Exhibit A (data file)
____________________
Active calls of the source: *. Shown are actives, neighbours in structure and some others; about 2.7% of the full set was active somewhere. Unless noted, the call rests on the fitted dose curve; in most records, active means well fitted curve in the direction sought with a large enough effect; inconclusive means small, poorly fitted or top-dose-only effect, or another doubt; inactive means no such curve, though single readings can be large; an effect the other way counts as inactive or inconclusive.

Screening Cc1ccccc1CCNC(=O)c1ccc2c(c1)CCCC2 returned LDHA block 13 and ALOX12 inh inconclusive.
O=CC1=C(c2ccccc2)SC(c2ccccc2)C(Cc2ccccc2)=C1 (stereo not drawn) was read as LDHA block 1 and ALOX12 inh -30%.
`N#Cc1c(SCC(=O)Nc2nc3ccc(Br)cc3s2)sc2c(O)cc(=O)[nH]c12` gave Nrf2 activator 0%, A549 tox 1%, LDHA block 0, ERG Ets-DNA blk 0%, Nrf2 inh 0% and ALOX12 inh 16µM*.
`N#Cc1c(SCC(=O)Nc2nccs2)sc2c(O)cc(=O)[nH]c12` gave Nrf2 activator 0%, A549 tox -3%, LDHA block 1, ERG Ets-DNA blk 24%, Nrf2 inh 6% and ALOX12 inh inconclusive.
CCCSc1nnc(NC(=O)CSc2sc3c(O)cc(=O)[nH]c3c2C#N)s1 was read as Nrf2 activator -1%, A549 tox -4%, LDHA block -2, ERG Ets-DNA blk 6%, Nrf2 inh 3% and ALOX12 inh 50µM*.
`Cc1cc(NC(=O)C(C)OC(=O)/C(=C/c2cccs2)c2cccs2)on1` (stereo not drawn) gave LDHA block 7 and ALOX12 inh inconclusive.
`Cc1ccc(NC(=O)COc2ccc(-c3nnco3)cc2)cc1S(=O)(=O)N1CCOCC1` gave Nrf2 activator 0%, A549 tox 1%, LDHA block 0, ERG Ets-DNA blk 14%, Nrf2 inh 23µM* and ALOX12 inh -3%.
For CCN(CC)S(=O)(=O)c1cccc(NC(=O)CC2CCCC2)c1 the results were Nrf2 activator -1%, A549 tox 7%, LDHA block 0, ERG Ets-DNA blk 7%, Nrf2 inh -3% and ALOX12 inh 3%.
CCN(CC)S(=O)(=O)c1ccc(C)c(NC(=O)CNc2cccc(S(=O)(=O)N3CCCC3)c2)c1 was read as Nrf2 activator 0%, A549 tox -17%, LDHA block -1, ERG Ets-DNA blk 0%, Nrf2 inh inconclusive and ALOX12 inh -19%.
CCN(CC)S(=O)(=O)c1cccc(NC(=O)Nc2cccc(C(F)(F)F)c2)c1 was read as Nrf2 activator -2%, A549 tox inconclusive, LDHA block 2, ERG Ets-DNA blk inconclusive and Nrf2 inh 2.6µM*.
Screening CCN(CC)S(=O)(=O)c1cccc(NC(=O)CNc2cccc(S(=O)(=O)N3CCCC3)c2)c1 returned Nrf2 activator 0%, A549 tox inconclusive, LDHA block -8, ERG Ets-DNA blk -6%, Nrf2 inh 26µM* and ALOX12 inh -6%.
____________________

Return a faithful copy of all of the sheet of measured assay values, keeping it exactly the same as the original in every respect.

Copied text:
Active calls of the source: *. Shown are actives, neighbours in structure and some others; about 2.7% of the full set was active somewhere. Unless noted, the call rests on the fitted dose curve; in most records, active means well fitted curve in the direction sought with a large enough effect; inconclusive means small, poorly fitted or top-dose-only effect, or another doubt; inactive means no such curve, though single readings can be large; an effect the other way counts as inactive or inconclusive.

Screening Cc1ccccc1CCNC(=O)c1ccc2c(c1)CCCC2 returned LDHA block 13 and ALOX12 inh inconclusive.
O=CC1=C(c2ccccc2)SC(c2ccccc2)C(Cc2ccccc2)=C1 (stereo not drawn) was read as LDHA block 1 and ALOX12 inh -30%.
`N#Cc1c(SCC(=O)Nc2nc3ccc(Br)cc3s2)sc2c(O)cc(=O)[nH]c12` gave Nrf2 activator 0%, A549 tox 1%, LDHA block 0, ERG Ets-DNA blk 0%, Nrf2 inh 0% and ALOX12 inh 16µM*.
`N#Cc1c(SCC(=O)Nc2nccs2)sc2c(O)cc(=O)[nH]c12` gave Nrf2 activator 0%, A549 tox -3%, LDHA block 1, ERG Ets-DNA blk 24%, Nrf2 inh 6% and ALOX12 inh inconclusive.
CCCSc1nnc(NC(=O)CSc2sc3c(O)cc(=O)[nH]c3c2C#N)s1 was read as Nrf2 activator -1%, A549 tox -4%, LDHA block -2, ERG Ets-DNA blk 6%, Nrf2 inh 3% and ALOX12 inh 50µM*.
`Cc1cc(NC(=O)C(C)OC(=O)/C(=C/c2cccs2)c2cccs2)on1` (stereo not drawn) gave LDHA block 7 and ALOX12 inh inconclusive.
`Cc1ccc(NC(=O)COc2ccc(-c3nnco3)cc2)cc1S(=O)(=O)N1CCOCC1` gave Nrf2 activator 0%, A549 tox 1%, LDHA block 0, ERG Ets-DNA blk 14%, Nrf2 inh 23µM* and ALOX12 inh -3%.
For CCN(CC)S(=O)(=O)c1cccc(NC(=O)CC2CCCC2)c1 the results were Nrf2 activator -1%, A549 tox 7%, LDHA block 0, ERG Ets-DNA blk 7%, Nrf2 inh -3% and ALOX12 inh 3%.
CCN(CC)S(=O)(=O)c1ccc(C)c(NC(=O)CNc2cccc(S(=O)(=O)N3CCCC3)c2)c1 was read as Nrf2 activator 0%, A549 tox -17%, LDHA block -1, ERG Ets-DNA blk 0%, Nrf2 inh inconclusive and ALOX12 inh -19%.
CCN(CC)S(=O)(=O)c1cccc(NC(=O)Nc2cccc(C(F)(F)F)c2)c1 was read as Nrf2 activator -2%, A549 tox inconclusive, LDHA block 2, ERG Ets-DNA blk inconclusive and Nrf2 inh 2.6µM*.
Screening CCN(CC)S(=O)(=O)c1cccc(NC(=O)CNc2cccc(S(=O)(=O)N3CCCC3)c2)c1 returned Nrf2 activator 0%, A549 tox inconclusive, LDHA block -8, ERG Ets-DNA blk -6%, Nrf2 inh 26µM* and ALOX12 inh -6%.